In mid-November, British Columbia was hit with severe rainfall, flooding, and mudslides, highlighting the damaging effects of climate change for all Canadians.
Mary Ann Aquino, who works for Arts on the Ave remotely in Victoria, was visiting family in Edmonton when roads were closed either due to mudslides or were destroyed by flooding. She was stranded here for six weeks.
“I definitely felt like this experience really opened our eyes,” Aquino says. “We didn’t really expect this is going to be like a typhoon or flooding like this, or anything that’s out of the ordinary.”
Aquino originally moved to Victoria, B.C., because her husband got a new job there and she wanted to take advantage of the warm weather. She’s now seeing freezing rain and snow in the region.
In a survey by Dr. Ellen Field at Lakehead University, “79% of Canadians are concerned about impacts of climate change”. Aquino says she now is cautious about travelling outside of British Columbia and wonders if climate disasters will become a yearly concern.
“Climate change doesn’t just affect the temperature,” she says. “It’s almost like a domino effect.”
Alberta businesses were also disrupted by supply chain issues. Freight trucks bringing goods were stranded, cutting off both Albertans and British Columbians from necessary resources. Consequently, businesses had to readjust their pricing and assess inventory costs.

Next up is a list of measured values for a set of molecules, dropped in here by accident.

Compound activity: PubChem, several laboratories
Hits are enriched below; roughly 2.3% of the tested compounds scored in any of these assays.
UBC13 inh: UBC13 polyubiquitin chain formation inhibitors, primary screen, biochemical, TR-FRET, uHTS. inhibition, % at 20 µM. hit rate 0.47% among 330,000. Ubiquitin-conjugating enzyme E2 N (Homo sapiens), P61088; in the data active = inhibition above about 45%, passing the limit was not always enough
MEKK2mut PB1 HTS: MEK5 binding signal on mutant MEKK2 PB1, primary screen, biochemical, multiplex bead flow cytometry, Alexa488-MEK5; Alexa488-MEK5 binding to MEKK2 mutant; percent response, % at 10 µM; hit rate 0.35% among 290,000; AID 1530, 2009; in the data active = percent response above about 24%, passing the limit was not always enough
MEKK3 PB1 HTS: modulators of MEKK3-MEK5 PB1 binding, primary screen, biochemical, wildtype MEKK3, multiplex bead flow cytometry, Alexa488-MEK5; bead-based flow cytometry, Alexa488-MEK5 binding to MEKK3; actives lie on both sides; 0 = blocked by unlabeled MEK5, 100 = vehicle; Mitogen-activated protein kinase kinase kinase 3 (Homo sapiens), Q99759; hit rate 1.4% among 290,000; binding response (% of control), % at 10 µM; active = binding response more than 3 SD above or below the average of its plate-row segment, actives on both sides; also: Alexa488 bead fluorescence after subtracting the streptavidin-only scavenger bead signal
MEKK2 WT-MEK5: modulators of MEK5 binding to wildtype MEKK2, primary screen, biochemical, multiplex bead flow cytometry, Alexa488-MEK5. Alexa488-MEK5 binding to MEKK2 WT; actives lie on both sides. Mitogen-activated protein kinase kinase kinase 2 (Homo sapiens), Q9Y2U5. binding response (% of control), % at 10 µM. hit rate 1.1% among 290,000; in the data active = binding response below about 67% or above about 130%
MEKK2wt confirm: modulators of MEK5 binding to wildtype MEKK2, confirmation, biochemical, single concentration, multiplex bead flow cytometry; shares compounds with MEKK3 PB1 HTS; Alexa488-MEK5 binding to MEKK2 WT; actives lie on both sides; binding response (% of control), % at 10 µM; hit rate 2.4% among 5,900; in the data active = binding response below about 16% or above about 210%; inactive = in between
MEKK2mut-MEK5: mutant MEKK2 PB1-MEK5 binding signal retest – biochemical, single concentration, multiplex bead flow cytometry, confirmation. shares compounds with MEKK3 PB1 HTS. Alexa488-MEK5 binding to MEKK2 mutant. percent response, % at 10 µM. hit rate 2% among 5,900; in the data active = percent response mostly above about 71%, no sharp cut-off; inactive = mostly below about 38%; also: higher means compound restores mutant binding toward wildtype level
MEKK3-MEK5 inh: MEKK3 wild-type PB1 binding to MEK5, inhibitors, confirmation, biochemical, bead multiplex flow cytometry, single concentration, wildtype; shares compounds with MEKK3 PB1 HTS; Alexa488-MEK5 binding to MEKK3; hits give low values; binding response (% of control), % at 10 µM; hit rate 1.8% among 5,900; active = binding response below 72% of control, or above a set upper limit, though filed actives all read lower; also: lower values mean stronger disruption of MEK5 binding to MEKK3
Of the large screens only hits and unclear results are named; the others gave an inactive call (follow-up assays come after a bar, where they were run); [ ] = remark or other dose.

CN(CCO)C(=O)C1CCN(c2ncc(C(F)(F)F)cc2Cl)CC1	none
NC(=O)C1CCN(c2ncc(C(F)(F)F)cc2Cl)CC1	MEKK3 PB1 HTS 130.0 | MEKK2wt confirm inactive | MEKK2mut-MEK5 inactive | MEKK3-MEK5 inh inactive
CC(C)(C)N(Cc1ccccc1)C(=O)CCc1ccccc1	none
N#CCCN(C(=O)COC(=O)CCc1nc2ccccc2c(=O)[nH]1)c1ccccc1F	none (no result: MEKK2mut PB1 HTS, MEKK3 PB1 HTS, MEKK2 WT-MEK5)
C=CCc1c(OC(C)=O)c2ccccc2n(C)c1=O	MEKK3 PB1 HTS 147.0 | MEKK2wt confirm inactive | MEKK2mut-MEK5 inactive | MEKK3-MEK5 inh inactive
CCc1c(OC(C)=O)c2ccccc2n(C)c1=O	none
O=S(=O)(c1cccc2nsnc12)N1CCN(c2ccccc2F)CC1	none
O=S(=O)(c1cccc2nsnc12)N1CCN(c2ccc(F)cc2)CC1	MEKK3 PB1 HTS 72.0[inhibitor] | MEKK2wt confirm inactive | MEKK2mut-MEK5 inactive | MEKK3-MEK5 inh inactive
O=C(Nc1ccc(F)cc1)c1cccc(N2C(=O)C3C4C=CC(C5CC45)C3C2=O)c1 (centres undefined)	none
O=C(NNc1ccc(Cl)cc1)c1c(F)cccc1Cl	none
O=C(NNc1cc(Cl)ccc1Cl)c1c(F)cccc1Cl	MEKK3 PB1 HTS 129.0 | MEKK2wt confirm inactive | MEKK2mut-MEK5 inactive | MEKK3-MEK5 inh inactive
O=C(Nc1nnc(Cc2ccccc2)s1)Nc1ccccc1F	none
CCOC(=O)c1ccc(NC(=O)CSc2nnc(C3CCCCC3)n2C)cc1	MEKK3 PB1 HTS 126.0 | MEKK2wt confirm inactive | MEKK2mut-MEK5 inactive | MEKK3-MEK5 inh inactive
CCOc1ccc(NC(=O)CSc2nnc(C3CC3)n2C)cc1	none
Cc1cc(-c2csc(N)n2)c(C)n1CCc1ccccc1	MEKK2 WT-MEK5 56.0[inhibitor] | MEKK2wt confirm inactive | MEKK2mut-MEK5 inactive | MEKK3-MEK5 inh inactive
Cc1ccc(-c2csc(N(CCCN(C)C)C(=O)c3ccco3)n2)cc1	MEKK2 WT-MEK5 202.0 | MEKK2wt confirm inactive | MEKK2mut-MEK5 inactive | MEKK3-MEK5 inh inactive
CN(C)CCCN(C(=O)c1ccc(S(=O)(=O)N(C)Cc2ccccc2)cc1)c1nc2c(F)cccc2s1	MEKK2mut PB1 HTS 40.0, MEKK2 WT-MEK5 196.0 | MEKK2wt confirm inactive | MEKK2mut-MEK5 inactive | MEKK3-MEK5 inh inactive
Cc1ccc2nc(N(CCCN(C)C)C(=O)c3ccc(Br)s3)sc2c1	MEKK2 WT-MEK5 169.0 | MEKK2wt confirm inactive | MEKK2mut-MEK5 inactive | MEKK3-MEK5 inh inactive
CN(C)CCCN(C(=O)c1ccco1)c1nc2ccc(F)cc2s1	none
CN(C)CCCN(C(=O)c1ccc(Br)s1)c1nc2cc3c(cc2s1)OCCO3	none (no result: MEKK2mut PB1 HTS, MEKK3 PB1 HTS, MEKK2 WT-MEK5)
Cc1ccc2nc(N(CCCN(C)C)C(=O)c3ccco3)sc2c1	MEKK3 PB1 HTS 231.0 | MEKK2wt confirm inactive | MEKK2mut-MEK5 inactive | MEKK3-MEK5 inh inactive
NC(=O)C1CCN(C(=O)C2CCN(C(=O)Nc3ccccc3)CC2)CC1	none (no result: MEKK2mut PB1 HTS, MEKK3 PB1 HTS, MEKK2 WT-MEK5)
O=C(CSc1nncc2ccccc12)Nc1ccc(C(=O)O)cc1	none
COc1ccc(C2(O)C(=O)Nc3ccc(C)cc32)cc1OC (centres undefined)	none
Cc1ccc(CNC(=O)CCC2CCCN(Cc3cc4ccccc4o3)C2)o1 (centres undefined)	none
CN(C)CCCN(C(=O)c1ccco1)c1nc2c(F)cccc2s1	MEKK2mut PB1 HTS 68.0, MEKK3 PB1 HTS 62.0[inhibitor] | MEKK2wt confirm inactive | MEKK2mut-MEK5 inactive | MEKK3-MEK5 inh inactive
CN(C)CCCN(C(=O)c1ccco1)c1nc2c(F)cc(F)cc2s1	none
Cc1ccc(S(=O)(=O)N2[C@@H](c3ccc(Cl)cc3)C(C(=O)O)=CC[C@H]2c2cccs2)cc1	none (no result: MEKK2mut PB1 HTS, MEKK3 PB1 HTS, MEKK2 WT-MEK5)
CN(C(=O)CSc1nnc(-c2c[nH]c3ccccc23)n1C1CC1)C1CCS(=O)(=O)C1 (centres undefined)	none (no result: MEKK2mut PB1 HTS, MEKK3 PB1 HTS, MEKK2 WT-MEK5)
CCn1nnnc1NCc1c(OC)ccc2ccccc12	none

In the aforementioned survey, 57 per cent of Canadians believe their actions have an impact on climate change, but 79 per cent believe systemic changes are required to address climate change.
Aquino urges world leaders to wake up and do something about climate change. She hopes that governments develop more support for communities and become more prepared in the future.
“[Governments] could have thought about this a long time ago,” Aquino says. “Now that things happen drastically and in the worst possible way, that’s when they start realizing that we need to up our game [and] we start realizing that climate change [is] here, we are experiencing climate change.”
She wants these climate disasters to be a wake up call for everyone. She thinks people should be much more vigilant now on understanding climate change and seeing what things we can do to help slow down the progression of climate change.
“It definitely affects not just one person, but the whole entire community, the whole entire province,” Aquino says.